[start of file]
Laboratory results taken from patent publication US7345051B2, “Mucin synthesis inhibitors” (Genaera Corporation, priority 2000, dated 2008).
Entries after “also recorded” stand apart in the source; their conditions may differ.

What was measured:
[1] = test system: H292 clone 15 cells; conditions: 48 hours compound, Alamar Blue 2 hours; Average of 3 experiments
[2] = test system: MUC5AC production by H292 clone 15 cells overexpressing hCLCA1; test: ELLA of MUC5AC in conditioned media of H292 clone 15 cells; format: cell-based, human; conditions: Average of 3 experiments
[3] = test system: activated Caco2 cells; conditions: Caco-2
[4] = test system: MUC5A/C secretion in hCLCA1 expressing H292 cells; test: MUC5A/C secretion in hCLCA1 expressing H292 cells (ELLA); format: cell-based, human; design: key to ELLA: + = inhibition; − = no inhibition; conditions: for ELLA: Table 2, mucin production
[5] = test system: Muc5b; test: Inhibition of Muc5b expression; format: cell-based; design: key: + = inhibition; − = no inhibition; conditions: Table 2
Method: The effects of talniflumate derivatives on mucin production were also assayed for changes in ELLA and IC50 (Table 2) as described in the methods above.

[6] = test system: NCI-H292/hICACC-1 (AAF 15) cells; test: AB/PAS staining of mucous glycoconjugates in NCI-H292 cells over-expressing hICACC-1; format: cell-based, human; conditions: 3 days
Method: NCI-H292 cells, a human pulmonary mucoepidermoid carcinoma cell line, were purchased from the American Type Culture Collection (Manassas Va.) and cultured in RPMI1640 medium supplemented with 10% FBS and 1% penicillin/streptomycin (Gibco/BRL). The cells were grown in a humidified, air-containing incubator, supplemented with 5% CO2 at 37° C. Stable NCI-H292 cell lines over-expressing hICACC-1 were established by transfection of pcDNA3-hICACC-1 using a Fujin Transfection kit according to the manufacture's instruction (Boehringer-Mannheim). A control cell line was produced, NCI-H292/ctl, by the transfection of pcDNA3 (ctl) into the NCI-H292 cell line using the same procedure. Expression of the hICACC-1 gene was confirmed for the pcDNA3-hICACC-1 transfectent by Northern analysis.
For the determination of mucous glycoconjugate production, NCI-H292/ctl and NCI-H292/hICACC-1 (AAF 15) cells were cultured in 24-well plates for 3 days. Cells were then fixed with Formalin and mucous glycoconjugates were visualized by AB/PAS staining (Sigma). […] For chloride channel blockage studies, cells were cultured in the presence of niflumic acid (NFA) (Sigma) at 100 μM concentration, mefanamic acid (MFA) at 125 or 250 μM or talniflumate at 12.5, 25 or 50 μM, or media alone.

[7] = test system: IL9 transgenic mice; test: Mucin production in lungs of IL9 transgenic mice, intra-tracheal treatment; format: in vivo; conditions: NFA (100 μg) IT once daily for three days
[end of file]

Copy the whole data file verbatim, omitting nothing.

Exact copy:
Laboratory results taken from patent publication US7345051B2, “Mucin synthesis inhibitors” (Genaera Corporation, priority 2000, dated 2008).
Entries after “also recorded” stand apart in the source; their conditions may differ.

What was measured:
[1] = test system: H292 clone 15 cells; conditions: 48 hours compound, Alamar Blue 2 hours; Average of 3 experiments
[2] = test system: MUC5AC production by H292 clone 15 cells overexpressing hCLCA1; test: ELLA of MUC5AC in conditioned media of H292 clone 15 cells; format: cell-based, human; conditions: Average of 3 experiments
[3] = test system: activated Caco2 cells; conditions: Caco-2
[4] = test system: MUC5A/C secretion in hCLCA1 expressing H292 cells; test: MUC5A/C secretion in hCLCA1 expressing H292 cells (ELLA); format: cell-based, human; design: key to ELLA: + = inhibition; − = no inhibition; conditions: for ELLA: Table 2, mucin production
[5] = test system: Muc5b; test: Inhibition of Muc5b expression; format: cell-based; design: key: + = inhibition; − = no inhibition; conditions: Table 2
Method: The effects of talniflumate derivatives on mucin production were also assayed for changes in ELLA and IC50 (Table 2) as described in the methods above.

[6] = test system: NCI-H292/hICACC-1 (AAF 15) cells; test: AB/PAS staining of mucous glycoconjugates in NCI-H292 cells over-expressing hICACC-1; format: cell-based, human; conditions: 3 days
Method: NCI-H292 cells, a human pulmonary mucoepidermoid carcinoma cell line, were purchased from the American Type Culture Collection (Manassas Va.) and cultured in RPMI1640 medium supplemented with 10% FBS and 1% penicillin/streptomycin (Gibco/BRL). The cells were grown in a humidified, air-containing incubator, supplemented with 5% CO2 at 37° C. Stable NCI-H292 cell lines over-expressing hICACC-1 were established by transfection of pcDNA3-hICACC-1 using a Fujin Transfection kit according to the manufacture's instruction (Boehringer-Mannheim). A control cell line was produced, NCI-H292/ctl, by the transfection of pcDNA3 (ctl) into the NCI-H292 cell line using the same procedure. Expression of the hICACC-1 gene was confirmed for the pcDNA3-hICACC-1 transfectent by Northern analysis.
For the determination of mucous glycoconjugate production, NCI-H292/ctl and NCI-H292/hICACC-1 (AAF 15) cells were cultured in 24-well plates for 3 days. Cells were then fixed with Formalin and mucous glycoconjugates were visualized by AB/PAS staining (Sigma). […] For chloride channel blockage studies, cells were cultured in the presence of niflumic acid (NFA) (Sigma) at 100 μM concentration, mefanamic acid (MFA) at 125 or 250 μM or talniflumate at 12.5, 25 or 50 μM, or media alone.

[7] = test system: IL9 transgenic mice; test: Mucin production in lungs of IL9 transgenic mice, intra-tracheal treatment; format: in vivo; conditions: NFA (100 μg) IT once daily for three days